where σmax is the relative height where the maximum velocity occurs. The degree to which the observed velocity profiles can be captured in the proposed boundary layer model was investigated in two steps. First, values of α were calculated by determining the relative depth of maximum velocity, σmax, for instantaneous velocity profiles. Since those velocity profiles are influenced by turbulence and noise, the relative depth where the mean flow velocity peaks is not readily obtained. To estimate σmax, we repeatedly fitted a logarithmic profile starting with the lowermost three ADCP cells, adding a velocity cell from bottom to top for each subsequent fit. The value of σmax is then established from the development of the goodness of fit, which decreases once cells above σmax are included in the fitting procedure. Figure 12 shows the goodness of fit of the data to the adopted velocity profile function, based on the mean absolute difference normalized with the mean velocity magnitude. The goodness of fit is consistently high in the range 0.1 < β < 0.55. In that range, it is typically below 2.5%, except for a small layer near the surface where it attains values up to 7.5%. This leads us to conclude that the model used to establish depth mean velocity is appropriate.
 In the second step, u* and U were derived from the linear regression of u against (ln(σ) + 1 + α + αln (1 − σ))/κ. Figures 13 (top) and 13 (middle) present the tidally averaged estimates of u* and U, obtained from the regression analysis. The profiles of both 〈u*〉 and 〈U〉 prove to be highly consistent; that is, neighboring independent estimates are very similar. Figure 13 (bottom) shows the root-mean-square deviation (RMSD) between the estimated values of depth mean velocity from the regression, , and direct estimates of U obtained from the observed velocity profiles, which were extrapolated to the bottom and bed. In the range of the H-ADCP (β < 0.6), the RMSD is below 0.06 m s−1 at all times, whereas in the trench zone the RMSD can reach up to 0.10 m s−1.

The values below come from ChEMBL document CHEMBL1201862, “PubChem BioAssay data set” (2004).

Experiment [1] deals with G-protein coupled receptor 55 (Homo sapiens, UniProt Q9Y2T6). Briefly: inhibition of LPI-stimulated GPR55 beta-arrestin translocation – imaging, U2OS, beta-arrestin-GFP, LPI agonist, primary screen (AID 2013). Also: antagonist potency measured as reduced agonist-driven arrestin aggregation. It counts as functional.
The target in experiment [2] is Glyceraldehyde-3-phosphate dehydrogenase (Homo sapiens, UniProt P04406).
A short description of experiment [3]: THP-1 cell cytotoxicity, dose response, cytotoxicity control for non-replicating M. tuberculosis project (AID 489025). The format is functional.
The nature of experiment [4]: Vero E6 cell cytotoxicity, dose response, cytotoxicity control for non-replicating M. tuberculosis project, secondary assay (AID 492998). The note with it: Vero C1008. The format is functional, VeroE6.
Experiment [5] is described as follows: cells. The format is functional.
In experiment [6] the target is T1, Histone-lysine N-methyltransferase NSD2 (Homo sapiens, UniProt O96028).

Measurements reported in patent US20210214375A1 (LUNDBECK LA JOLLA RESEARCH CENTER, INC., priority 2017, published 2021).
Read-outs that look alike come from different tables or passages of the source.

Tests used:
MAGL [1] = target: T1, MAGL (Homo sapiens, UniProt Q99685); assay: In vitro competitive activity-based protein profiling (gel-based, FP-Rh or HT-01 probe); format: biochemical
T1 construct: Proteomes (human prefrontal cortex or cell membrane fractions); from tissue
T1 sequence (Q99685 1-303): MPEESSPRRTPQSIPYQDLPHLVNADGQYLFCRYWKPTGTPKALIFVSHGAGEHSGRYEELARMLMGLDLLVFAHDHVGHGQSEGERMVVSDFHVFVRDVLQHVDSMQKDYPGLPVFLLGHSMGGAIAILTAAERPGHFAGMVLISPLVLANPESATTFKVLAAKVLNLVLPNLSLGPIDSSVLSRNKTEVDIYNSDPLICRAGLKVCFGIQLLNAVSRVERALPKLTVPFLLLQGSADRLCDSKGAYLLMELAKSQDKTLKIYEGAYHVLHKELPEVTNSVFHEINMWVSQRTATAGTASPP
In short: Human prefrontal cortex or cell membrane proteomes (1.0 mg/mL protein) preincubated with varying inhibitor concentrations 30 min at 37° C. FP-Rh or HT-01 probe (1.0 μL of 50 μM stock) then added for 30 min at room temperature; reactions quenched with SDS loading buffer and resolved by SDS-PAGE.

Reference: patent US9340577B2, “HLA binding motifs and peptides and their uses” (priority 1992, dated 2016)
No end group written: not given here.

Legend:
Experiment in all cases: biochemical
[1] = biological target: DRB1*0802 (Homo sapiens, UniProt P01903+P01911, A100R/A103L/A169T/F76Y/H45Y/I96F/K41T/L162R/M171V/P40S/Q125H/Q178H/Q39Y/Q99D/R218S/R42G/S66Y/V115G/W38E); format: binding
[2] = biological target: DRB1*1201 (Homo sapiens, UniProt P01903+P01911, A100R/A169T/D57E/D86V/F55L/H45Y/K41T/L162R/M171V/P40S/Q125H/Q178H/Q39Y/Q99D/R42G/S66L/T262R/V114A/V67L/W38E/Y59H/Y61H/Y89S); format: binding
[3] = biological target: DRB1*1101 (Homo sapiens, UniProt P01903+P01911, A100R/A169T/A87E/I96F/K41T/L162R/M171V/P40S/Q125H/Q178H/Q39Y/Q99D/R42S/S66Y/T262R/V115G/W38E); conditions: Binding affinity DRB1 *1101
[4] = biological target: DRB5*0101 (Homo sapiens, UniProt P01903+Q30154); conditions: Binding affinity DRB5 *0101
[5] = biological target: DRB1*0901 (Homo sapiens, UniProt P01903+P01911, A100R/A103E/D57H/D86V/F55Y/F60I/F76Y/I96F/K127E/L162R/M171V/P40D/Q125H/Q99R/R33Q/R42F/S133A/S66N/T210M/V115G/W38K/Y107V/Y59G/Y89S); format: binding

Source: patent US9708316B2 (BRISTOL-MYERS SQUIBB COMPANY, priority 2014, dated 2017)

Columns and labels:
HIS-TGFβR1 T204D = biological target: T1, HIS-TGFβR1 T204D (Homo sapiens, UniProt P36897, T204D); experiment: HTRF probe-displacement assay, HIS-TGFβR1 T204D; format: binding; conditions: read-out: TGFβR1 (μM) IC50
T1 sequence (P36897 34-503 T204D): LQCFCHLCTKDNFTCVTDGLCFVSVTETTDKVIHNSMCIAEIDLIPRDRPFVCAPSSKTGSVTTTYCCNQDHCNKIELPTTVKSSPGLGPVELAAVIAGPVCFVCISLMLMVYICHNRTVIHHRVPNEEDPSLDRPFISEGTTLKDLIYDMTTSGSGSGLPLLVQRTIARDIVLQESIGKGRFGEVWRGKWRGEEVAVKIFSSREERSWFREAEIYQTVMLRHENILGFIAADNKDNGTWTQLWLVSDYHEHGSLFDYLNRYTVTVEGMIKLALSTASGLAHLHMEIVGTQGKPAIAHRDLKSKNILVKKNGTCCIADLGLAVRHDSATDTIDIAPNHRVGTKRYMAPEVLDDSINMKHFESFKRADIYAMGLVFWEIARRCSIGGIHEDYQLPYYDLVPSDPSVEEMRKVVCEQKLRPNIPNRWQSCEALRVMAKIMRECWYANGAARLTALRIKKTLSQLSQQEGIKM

5.3. Roughness Length and Dip Correction Factor
 The estimates of and u* can be used to estimate roughness length (z0), which proceeds from
Figure 14 shows time series of the z0, geometrically averaged over the range 0 < β < 0.6, and α as a function of time since the start of the ebb in each of the moving boat ADCP campaigns. Herein, we apply high water slack (HWS) and low water slack (LWS) definitions to unidirectional flows with an appreciable semidiurnal tidal modulation by considering slack water to occur when U − 〈U〉 = 0. The start of the ebb is defined at HWS. During the period of maximum velocities, which lasts for 2 to 3 h, z0 and α estimates remain relatively constant in time during the ADCP campaigns. Substantial intratidal variations of z0 during Cal3 and Val2 can be primarily attributed to flow reversal, which renders velocity profiles unstable. Focusing on estimates of z0 during periods of maximum velocity shows that subtidal variations in roughness length are significantly larger than the intratidal variations. Roughness variations within a tidal cycle are only relevant during low-flow conditions, when bidirectional flows occur.